Published: March 10, 2023
Emily Nocito
BBNJ United Nations

ENVS PhD candidate, Emily Nocito, had a front row seat to the passage of the Biodiversity Beyond National Jurisdiction (BBNJ) Agreement earlier this week. The following is an account of her experience studying the negotiation and passage of BBNJ over the last 6 years, and her summary of the function of the treaty for ocean conservation. CU Boulder Today also featured Ms. Nocito's experience and the passage of the treaty in a piece, which can be found here.

"On 4 March 2023 at the United Nations Headquarters in NYC, a new Agreement for the high seas was reached. Areas beyond national jurisdiction, or the high seas as many call it, are governed through a piecemeal, fragmented system of governance. This agreement - often called the Biodiversity Beyond National Jurisdiction (BBNJ) Agreement - provides a concise framework for countries to work towards protecting and conserving the high seas. The BBNJ Agreement outlines aspects such as area-based management tools, environmental impact assessments, marine genetic resources, capacity building and transfer of technology, and represents the first piece of international ocean governance in decades.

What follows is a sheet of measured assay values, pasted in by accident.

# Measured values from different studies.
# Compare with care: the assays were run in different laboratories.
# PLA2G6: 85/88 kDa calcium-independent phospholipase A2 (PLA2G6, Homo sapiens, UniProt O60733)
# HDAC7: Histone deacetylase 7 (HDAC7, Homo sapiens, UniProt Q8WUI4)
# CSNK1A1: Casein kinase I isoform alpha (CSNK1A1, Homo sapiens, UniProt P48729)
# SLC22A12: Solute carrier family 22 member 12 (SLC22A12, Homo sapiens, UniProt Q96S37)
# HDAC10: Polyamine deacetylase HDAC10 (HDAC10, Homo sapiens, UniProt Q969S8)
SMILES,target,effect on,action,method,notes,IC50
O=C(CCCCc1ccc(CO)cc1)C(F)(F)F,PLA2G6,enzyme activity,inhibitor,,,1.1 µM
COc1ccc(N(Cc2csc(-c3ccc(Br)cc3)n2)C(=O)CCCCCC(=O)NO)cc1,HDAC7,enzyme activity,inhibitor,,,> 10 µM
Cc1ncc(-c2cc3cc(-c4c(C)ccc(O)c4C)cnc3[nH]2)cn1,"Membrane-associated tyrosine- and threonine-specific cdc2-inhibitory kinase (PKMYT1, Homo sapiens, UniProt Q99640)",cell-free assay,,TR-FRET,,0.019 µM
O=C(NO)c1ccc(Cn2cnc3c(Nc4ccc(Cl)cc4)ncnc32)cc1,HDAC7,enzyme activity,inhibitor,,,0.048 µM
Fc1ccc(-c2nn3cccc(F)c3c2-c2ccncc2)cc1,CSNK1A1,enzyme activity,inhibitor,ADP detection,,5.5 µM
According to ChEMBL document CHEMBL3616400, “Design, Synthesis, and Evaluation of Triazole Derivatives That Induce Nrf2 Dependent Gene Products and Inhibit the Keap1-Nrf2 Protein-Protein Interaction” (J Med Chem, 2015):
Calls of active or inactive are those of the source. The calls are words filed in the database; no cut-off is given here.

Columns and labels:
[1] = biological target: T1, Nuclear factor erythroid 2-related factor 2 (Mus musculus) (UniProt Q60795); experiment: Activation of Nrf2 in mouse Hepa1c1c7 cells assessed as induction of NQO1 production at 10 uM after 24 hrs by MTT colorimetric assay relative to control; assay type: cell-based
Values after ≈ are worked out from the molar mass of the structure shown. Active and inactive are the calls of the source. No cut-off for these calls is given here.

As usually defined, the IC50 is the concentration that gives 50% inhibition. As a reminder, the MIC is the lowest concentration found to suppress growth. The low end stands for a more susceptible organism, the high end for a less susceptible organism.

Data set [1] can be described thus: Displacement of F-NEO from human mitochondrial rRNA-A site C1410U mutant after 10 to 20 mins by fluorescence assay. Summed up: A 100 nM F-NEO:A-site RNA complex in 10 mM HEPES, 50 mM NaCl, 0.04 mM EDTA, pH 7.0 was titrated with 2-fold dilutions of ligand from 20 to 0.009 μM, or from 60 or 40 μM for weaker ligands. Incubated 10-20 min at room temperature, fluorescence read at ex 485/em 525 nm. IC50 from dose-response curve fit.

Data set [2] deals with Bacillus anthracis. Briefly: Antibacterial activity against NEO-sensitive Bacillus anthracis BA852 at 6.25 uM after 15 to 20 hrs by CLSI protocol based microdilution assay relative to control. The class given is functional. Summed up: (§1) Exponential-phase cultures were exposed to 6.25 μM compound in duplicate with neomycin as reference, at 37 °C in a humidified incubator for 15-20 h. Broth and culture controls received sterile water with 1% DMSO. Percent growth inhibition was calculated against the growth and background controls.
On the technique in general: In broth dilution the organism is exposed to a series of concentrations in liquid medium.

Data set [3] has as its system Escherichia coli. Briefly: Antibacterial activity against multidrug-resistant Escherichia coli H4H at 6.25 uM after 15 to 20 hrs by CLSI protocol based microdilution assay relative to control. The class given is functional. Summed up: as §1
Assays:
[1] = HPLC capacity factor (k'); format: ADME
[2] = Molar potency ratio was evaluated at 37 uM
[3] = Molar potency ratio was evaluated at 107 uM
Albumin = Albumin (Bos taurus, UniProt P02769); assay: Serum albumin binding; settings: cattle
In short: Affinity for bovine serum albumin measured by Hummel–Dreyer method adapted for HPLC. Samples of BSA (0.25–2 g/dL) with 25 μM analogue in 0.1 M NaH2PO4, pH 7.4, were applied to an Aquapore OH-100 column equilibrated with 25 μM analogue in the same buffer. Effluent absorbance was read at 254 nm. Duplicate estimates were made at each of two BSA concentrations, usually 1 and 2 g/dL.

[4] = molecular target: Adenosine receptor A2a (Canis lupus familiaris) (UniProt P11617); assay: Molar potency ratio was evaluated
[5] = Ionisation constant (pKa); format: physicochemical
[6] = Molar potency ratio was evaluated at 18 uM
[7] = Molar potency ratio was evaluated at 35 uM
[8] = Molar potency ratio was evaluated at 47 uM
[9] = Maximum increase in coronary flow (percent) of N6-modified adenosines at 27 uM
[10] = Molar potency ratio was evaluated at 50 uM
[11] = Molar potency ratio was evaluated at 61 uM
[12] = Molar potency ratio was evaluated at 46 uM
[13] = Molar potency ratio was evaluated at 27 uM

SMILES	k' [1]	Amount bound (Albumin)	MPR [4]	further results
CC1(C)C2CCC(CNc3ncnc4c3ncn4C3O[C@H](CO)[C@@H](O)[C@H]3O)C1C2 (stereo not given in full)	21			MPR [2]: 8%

The BBNJ process has been ongoing for over 15 years, with negotiations disrupted by the global pandemic. The fifth and final meeting occurred in August 2022, but consensus on the text could not be reached. The fifth meeting resumed in late February, and the final hurdle saw delegations negotiating for over 30 hours straight to reach a treaty text.

The BBNJ Agreement still needs to be adopted and ratified by UN member states, but the hope is that once it is entered into force there will be a streamlined process for governance of oceans related to its protection and conservation of the marine environment and the use and benefit-sharing of marine genetic resources.

As a researcher attending and studying this process since the preparatory committee phase (2017), seeing this agreement finally come to fruition was amazing. The long hours and hard work over so many years, by so many people finally paid off. This feels like a huge win not just for the oceans, but for multilaterism and environmental governance as a whole, especially given the breakdown within and between country’s relationships, increasing polarization of science, and increased natural and human-induced disasters to our environment. The BBNJ Agreement and the effort that got us there feels like a beacon of light in an ongoing storm."